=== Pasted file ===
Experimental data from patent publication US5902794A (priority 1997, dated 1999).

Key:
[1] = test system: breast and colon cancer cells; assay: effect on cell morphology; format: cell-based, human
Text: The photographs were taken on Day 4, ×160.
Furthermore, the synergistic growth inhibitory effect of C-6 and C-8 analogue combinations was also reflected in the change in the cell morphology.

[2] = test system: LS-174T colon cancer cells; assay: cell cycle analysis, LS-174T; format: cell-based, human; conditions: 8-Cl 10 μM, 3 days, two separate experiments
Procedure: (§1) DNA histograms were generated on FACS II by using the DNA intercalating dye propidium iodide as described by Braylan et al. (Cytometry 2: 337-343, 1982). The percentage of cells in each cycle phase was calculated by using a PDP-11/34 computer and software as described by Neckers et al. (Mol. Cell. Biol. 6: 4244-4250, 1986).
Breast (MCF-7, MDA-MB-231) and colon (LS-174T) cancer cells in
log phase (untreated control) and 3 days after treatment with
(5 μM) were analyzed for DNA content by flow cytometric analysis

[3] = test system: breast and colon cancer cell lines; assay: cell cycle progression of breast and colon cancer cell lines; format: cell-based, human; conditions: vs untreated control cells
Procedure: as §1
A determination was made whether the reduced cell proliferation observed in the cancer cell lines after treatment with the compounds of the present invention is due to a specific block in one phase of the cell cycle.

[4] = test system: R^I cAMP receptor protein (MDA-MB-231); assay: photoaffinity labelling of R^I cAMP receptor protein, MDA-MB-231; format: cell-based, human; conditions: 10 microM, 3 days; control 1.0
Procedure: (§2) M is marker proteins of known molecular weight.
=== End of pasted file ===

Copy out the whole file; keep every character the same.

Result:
Experimental data from patent publication US5902794A (priority 1997, dated 1999).

Key:
[1] = test system: breast and colon cancer cells; assay: effect on cell morphology; format: cell-based, human
Text: The photographs were taken on Day 4, ×160.
Furthermore, the synergistic growth inhibitory effect of C-6 and C-8 analogue combinations was also reflected in the change in the cell morphology.

[2] = test system: LS-174T colon cancer cells; assay: cell cycle analysis, LS-174T; format: cell-based, human; conditions: 8-Cl 10 μM, 3 days, two separate experiments
Procedure: (§1) DNA histograms were generated on FACS II by using the DNA intercalating dye propidium iodide as described by Braylan et al. (Cytometry 2: 337-343, 1982). The percentage of cells in each cycle phase was calculated by using a PDP-11/34 computer and software as described by Neckers et al. (Mol. Cell. Biol. 6: 4244-4250, 1986).
Breast (MCF-7, MDA-MB-231) and colon (LS-174T) cancer cells in
log phase (untreated control) and 3 days after treatment with
(5 μM) were analyzed for DNA content by flow cytometric analysis

[3] = test system: breast and colon cancer cell lines; assay: cell cycle progression of breast and colon cancer cell lines; format: cell-based, human; conditions: vs untreated control cells
Procedure: as §1
A determination was made whether the reduced cell proliferation observed in the cancer cell lines after treatment with the compounds of the present invention is due to a specific block in one phase of the cell cycle.

[4] = test system: R^I cAMP receptor protein (MDA-MB-231); assay: photoaffinity labelling of R^I cAMP receptor protein, MDA-MB-231; format: cell-based, human; conditions: 10 microM, 3 days; control 1.0
Procedure: (§2) M is marker proteins of known molecular weight.